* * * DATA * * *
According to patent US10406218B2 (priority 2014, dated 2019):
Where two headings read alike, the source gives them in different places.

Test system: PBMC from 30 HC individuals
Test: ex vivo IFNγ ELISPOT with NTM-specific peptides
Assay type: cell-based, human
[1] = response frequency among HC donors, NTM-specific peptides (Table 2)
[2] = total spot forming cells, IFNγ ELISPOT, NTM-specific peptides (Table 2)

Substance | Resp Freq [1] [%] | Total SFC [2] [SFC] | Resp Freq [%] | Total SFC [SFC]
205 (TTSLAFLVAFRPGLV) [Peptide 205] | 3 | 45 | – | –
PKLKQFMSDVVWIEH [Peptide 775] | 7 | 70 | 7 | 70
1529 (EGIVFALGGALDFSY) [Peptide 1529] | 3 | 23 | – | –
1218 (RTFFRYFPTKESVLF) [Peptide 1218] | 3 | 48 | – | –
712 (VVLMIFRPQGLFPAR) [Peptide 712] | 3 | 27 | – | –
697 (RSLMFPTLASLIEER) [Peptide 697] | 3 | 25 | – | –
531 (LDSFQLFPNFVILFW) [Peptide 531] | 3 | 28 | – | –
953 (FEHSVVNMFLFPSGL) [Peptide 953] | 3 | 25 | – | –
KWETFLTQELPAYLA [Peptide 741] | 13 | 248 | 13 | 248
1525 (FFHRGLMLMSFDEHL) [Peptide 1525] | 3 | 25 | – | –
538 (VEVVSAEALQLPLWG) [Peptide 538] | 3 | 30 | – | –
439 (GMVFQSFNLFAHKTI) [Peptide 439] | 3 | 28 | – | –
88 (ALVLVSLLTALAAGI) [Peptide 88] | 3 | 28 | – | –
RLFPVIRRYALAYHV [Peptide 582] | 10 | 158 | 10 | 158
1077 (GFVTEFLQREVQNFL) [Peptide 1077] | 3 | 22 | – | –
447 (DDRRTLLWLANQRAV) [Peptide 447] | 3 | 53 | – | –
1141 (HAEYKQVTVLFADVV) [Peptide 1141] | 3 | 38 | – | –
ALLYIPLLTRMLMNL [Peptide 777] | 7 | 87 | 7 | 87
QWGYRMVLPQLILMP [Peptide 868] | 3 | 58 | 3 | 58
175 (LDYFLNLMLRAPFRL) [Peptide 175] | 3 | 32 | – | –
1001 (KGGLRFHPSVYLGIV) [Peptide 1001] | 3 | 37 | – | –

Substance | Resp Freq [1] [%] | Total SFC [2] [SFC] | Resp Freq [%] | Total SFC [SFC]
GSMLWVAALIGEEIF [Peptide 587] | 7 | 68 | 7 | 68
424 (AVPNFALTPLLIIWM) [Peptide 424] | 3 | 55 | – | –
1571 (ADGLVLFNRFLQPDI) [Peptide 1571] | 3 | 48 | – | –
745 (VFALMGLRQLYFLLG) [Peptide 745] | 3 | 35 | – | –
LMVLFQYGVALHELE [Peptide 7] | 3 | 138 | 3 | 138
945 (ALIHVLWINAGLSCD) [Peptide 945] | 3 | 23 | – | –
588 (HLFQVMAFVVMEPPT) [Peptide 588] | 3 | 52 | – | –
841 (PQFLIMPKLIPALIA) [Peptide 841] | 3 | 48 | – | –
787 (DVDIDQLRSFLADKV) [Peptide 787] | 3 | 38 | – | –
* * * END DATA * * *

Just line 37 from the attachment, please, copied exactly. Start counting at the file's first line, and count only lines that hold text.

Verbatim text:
588 (HLFQVMAFVVMEPPT) [Peptide 588] | 3 | 52 | – | –